Posted Sunday, December 19, 2004
When I released my first software product, most people thought that I was a programmer and that I wrote it myself. But that's just not true. You can develop hot-selling software without doing any programming at all.
I am technically a programmer. A bad programmer. I am capable of writing bad (and sometimes effective) code.
But I don't write the software that I sell. That would be a terrible idea. It would take me infinitely longer to do it myself, and it wouldn't be as good.
Instead, I hire someone to do it for me. Most people feel intimidated when they think about trying to find a good programmer. But it's *far* easier than you might think.
There are a number of different web sites these days whose only purpose is to help you find quality freelance work. And they aren't just for programming either. I've hired people to make graphics and write software tutorials for me. And I know people who have hired someone to write an entire book for them.
Different sites may specialize in different kinds of work. For example, there are sites that focus primarily on web-based scripts. At any rate, you can probably find someone to do whatever you need at one of these sites. So don't worry about finding a good programmer.
Another issue that may put you off from hiring a programmer is the cost. In some cases, programmers can be expensive. $30-$50 an hour or more. But more often than not, you'll find programmers on the freelance sites for *much* less than that. I still sometimes find it hard to believe how cheaply some people will work.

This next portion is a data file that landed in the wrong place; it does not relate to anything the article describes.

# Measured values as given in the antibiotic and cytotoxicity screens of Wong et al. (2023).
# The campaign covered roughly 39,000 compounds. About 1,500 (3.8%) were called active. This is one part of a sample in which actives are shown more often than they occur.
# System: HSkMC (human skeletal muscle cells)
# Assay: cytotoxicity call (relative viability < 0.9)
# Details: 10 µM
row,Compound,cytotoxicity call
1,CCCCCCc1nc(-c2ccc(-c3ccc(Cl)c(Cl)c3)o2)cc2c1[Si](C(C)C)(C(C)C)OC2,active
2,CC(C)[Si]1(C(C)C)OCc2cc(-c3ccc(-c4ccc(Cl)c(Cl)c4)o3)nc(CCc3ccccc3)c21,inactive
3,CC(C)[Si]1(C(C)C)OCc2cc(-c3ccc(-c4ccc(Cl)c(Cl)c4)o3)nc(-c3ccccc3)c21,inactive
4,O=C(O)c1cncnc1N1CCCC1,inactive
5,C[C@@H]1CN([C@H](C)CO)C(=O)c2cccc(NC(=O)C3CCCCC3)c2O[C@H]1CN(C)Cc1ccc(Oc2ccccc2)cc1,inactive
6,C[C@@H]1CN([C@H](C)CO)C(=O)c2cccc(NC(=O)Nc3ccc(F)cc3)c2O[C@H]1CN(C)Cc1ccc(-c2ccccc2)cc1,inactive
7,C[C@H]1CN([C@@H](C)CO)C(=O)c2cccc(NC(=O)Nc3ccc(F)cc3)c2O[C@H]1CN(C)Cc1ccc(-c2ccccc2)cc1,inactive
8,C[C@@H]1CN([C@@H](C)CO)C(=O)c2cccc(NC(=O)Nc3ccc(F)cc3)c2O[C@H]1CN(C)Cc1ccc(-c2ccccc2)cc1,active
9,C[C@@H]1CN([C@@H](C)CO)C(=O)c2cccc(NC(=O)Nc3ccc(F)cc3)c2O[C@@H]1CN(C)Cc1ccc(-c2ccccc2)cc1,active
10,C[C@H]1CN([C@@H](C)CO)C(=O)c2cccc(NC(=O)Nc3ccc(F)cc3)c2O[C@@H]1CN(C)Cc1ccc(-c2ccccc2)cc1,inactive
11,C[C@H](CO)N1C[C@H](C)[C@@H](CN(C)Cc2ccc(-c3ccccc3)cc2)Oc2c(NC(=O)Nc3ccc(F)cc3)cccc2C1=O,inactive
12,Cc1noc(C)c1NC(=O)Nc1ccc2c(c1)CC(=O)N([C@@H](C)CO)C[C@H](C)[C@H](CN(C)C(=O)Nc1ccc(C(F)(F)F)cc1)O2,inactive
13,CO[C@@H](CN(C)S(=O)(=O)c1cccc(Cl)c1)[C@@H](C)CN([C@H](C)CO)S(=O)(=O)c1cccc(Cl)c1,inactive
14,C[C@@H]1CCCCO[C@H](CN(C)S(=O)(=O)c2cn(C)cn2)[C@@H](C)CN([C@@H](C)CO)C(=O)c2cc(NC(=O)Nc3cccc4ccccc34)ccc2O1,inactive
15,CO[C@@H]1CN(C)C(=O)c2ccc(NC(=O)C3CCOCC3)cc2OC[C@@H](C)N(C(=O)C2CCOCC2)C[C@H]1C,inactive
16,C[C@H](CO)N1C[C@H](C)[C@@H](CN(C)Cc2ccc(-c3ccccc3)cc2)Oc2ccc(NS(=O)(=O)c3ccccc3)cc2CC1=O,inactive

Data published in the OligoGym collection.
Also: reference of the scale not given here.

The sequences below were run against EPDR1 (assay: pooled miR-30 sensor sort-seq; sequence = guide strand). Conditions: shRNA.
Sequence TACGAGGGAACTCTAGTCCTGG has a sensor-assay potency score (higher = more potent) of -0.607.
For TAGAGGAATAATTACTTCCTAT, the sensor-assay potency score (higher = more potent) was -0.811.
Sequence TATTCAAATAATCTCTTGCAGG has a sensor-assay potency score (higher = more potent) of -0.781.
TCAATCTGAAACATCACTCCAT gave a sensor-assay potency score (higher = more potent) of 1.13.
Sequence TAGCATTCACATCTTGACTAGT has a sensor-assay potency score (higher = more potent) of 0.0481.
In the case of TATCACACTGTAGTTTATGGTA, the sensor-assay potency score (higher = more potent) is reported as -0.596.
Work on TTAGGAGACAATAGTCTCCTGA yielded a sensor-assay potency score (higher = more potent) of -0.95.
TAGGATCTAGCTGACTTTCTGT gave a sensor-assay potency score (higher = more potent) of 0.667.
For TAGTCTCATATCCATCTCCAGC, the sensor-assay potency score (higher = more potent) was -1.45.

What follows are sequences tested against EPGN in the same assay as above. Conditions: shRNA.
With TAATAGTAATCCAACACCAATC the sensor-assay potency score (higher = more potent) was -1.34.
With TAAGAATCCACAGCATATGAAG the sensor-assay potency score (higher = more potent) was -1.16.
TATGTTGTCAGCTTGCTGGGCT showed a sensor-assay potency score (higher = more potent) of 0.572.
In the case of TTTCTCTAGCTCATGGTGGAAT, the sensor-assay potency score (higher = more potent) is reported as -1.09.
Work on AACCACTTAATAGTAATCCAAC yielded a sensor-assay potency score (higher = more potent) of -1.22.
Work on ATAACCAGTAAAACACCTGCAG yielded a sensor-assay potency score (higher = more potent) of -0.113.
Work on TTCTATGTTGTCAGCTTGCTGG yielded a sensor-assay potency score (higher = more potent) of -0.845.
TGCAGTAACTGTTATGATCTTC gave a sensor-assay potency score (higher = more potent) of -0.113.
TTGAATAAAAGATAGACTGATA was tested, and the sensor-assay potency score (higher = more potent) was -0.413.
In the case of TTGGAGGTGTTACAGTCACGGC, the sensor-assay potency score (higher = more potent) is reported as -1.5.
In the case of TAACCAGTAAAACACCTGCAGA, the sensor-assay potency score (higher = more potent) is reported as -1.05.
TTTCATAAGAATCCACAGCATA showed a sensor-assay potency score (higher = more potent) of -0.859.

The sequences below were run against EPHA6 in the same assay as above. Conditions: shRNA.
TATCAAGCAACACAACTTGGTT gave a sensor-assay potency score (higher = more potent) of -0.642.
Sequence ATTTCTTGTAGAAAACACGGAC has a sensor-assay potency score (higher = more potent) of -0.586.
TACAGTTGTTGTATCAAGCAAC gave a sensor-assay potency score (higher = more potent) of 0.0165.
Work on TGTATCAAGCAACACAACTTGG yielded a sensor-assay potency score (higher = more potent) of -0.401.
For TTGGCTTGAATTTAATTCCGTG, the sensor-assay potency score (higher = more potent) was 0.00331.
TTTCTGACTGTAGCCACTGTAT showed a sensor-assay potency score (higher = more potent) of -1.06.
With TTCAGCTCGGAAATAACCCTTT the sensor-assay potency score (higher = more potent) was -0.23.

Of course, you get what you pay for. Or so they say. But that hasn't been my experience in hiring programmers. I often get more than I pay for.
The programmer who wrote my first software product for me originally asked for $50. Granted, I had him make several changes to it after that first version that he wrote. And he ended up doing more than we had agreed on. So of course, I paid him more. But in the end, I had a marketable software product for $445. The least I've paid to get a program written was $20 (the programmer only wanted $10).
So as you can see, hiring a programmer is not a major expense. At least not for simple software. Complex software can cost you thousands. But if you're not experienced at doing this, then I *strongly* recommend you start with a simple software idea. I often find that automating tedious tasks can be done with fairly simple software.
Why do these people work so cheap? The quality of the work certainly isn't cheap. I think there are three major factors.
1. Real programmers just enjoy programming. If they can actually get paid for doing what they love, then they're happy. And more often than not, they aren't business people.
2. Many of the freelance workers on these sites live in countries with a low cost of living. You'll see a lot of people from India and Romania, for example. In these cases, a good wage to them may be trivial to you (unless you also live in one of those countries).
3. Competition. When you post a project on one of these sites, you get a *lot* of people looking at it. So they're competing with one another for your money.
One more point before I wrap this up. You can get work done *fast* when you hire someone through these freelance sites too. With the example above, I had a first draft to look at in less than 24 hours. And I believe I had a fully functional version within a week.
If you didn't feel you were in a position to create software, then I hope I've changed your mind.
It's not difficult to find a good programmer. And it can be very affordable to pay them.
Some freelance sites:
(http://www.rentacoder.com) (my 1st choice) (http://www.scriptlance.com) (mostly scripts) (http://www.elance.com) (more expensive, but more variety) (http://www.webdesignlance.com) (http://www.creativemoonlighter.com) (lots of variety)
About the Author
Dave Brown is a self-taught marketer and software developer. He also publishes the uncommon and uniquely original newsletter on making the most of your life - A Fresh Perspective. You can learn more at (http://www.dave-brown.com)